Firefighters in California were grappling with devastating conditions on Sunday as triple-digit temperatures and multiple wildfires swept over the state. In one drought-stricken forest southeast of Los Angeles, a fire had sizzled through 1,600 acres, displacing hundreds, the U.S. Forest Service said.
“Just imagine the hottest place you’ve ever been in, then add another 10 to 20 degrees,” Orlando Ramirez, a firefighter in Redlands, told NBC News.
The Silverado Fire, which broke out Friday morning in the Cleveland National Forest, was 20 percent contained with 1,500 acres charred as of Sunday, authorities said. An evacuation zone there covering more than 200 houses forced families like Jessica and Stephen Hughes to flee the area.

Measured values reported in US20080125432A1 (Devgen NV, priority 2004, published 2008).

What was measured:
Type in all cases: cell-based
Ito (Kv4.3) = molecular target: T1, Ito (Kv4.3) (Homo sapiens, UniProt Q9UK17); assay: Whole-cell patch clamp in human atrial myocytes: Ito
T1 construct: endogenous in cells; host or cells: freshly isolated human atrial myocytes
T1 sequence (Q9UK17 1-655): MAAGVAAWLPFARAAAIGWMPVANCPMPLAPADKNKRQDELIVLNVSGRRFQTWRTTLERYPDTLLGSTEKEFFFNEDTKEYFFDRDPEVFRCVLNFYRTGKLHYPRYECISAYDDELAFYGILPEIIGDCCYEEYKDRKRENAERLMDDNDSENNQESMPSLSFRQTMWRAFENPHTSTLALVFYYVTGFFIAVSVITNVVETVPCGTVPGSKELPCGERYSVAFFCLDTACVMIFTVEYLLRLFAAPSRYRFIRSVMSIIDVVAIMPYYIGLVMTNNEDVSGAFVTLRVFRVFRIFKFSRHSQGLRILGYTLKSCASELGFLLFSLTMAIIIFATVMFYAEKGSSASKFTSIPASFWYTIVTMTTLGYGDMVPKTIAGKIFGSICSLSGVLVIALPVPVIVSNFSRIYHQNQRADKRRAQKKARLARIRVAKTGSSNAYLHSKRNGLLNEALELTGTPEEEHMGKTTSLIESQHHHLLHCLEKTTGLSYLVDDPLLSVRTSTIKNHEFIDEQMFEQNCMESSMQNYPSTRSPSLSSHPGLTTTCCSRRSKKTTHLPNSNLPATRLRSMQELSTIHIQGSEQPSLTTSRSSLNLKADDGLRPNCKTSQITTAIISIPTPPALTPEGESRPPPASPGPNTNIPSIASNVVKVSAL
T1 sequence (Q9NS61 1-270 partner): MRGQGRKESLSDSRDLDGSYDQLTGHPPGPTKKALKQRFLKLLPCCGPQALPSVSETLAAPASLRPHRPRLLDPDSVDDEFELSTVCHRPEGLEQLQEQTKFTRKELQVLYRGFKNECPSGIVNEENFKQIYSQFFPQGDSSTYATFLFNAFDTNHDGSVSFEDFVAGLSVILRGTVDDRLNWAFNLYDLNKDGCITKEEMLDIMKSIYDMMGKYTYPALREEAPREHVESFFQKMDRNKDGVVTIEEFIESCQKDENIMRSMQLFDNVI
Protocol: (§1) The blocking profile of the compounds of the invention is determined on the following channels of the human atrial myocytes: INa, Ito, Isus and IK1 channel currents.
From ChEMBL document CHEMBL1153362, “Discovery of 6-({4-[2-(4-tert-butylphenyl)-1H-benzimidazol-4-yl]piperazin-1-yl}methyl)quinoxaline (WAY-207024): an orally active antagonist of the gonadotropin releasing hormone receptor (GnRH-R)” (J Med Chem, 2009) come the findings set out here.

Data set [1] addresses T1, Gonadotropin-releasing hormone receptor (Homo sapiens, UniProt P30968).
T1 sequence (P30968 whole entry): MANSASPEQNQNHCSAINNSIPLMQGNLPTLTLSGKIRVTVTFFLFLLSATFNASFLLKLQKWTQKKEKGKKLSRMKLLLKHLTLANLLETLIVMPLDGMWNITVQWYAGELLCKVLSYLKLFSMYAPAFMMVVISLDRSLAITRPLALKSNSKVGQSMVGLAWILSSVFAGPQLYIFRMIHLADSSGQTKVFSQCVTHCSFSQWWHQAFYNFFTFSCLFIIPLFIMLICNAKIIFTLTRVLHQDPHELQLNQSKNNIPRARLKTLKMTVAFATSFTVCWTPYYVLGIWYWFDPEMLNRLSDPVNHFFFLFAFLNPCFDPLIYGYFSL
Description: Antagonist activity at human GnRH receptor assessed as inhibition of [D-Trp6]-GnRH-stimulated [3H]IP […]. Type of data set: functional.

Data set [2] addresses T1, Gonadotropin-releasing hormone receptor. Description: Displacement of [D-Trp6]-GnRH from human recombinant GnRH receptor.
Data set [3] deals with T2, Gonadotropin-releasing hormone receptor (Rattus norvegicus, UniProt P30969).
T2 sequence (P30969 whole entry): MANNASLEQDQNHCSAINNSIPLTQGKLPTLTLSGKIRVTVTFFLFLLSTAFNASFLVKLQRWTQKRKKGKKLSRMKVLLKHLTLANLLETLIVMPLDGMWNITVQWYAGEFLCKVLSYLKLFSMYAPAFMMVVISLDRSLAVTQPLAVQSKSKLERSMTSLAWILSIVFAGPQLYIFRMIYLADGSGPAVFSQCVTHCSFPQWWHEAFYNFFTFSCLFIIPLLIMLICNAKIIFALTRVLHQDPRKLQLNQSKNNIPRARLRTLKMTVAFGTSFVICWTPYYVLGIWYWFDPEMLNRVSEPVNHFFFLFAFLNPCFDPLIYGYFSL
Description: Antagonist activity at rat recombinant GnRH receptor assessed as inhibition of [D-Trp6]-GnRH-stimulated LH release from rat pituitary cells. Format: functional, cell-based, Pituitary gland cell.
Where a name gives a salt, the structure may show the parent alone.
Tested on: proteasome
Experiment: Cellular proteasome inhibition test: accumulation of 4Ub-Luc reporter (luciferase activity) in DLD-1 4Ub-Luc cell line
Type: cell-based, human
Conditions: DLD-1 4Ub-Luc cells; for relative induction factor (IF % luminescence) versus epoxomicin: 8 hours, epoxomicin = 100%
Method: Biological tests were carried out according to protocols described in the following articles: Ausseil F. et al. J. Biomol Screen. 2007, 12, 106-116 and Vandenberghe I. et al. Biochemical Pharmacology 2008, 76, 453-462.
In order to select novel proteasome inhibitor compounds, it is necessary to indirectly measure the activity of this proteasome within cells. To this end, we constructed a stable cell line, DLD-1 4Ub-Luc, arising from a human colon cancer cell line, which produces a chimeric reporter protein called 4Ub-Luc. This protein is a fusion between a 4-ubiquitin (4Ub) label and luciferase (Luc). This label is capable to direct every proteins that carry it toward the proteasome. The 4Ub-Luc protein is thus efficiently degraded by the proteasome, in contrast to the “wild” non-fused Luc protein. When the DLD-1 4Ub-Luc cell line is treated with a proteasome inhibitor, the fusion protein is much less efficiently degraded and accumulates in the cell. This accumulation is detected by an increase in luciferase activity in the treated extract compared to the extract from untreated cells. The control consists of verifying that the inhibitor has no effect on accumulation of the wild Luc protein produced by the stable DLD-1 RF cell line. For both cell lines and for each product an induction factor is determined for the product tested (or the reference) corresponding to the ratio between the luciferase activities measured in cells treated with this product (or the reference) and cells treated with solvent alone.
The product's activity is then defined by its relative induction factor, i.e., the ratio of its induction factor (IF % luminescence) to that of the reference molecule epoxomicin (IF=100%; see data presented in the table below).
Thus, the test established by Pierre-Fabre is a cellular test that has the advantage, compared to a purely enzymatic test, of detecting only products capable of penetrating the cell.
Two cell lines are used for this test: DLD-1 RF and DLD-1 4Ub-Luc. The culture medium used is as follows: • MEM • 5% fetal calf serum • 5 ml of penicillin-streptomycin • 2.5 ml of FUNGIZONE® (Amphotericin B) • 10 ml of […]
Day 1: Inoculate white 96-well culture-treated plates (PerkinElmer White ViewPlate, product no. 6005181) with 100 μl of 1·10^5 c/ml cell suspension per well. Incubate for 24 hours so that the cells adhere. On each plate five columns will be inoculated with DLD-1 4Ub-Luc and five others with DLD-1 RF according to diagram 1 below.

“It’s surreal,” the couple told NBC News when they returned. It “looked like a different planet.”
Firefighters were also battling blazes near Yosemite National Park and Lake Tahoe, where an estimated 2,000 acres had burned by Sunday afternoon, a CalFire spokesman said.
California is in its third year of a devastating drought, leaving bone-dry brush and chaparral that is feeding the wildfire. Evacuation orders remained in effect Sunday for 217 homes in and around Silverado Canyon, a gorge in the Santa Ana Mountains, officials said.
-Mel H. Bailey and Hallie Jackson, with Reuters